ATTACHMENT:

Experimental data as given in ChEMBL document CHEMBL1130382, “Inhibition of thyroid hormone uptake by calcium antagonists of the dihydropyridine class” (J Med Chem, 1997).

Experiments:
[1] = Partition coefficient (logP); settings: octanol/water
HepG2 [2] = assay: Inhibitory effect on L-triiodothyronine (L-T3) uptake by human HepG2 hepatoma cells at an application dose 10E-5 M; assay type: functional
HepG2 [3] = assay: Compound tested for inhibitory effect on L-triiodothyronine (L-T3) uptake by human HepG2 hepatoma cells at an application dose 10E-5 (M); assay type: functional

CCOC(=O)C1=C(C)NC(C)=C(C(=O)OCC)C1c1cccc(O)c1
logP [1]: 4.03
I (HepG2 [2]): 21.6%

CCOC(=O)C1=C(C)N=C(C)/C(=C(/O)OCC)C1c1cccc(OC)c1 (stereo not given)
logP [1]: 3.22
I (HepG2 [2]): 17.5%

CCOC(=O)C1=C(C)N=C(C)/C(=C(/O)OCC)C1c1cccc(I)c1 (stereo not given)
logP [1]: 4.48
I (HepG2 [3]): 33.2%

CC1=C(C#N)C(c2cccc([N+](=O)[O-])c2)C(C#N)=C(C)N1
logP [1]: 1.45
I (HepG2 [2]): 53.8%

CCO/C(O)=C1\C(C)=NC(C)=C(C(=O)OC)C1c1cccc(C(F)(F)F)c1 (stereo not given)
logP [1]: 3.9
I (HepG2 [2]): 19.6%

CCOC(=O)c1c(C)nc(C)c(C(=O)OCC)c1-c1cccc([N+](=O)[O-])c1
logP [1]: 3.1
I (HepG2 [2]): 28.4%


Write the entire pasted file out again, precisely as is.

Experimental data as given in ChEMBL document CHEMBL1130382, “Inhibition of thyroid hormone uptake by calcium antagonists of the dihydropyridine class” (J Med Chem, 1997).

Experiments:
[1] = Partition coefficient (logP); settings: octanol/water
HepG2 [2] = assay: Inhibitory effect on L-triiodothyronine (L-T3) uptake by human HepG2 hepatoma cells at an application dose 10E-5 M; assay type: functional
HepG2 [3] = assay: Compound tested for inhibitory effect on L-triiodothyronine (L-T3) uptake by human HepG2 hepatoma cells at an application dose 10E-5 (M); assay type: functional

CCOC(=O)C1=C(C)NC(C)=C(C(=O)OCC)C1c1cccc(O)c1
logP [1]: 4.03
I (HepG2 [2]): 21.6%

CCOC(=O)C1=C(C)N=C(C)/C(=C(/O)OCC)C1c1cccc(OC)c1 (stereo not given)
logP [1]: 3.22
I (HepG2 [2]): 17.5%

CCOC(=O)C1=C(C)N=C(C)/C(=C(/O)OCC)C1c1cccc(I)c1 (stereo not given)
logP [1]: 4.48
I (HepG2 [3]): 33.2%

CC1=C(C#N)C(c2cccc([N+](=O)[O-])c2)C(C#N)=C(C)N1
logP [1]: 1.45
I (HepG2 [2]): 53.8%

CCO/C(O)=C1\C(C)=NC(C)=C(C(=O)OC)C1c1cccc(C(F)(F)F)c1 (stereo not given)
logP [1]: 3.9
I (HepG2 [2]): 19.6%

CCOC(=O)c1c(C)nc(C)c(C(=O)OCC)c1-c1cccc([N+](=O)[O-])c1
logP [1]: 3.1
I (HepG2 [2]): 28.4%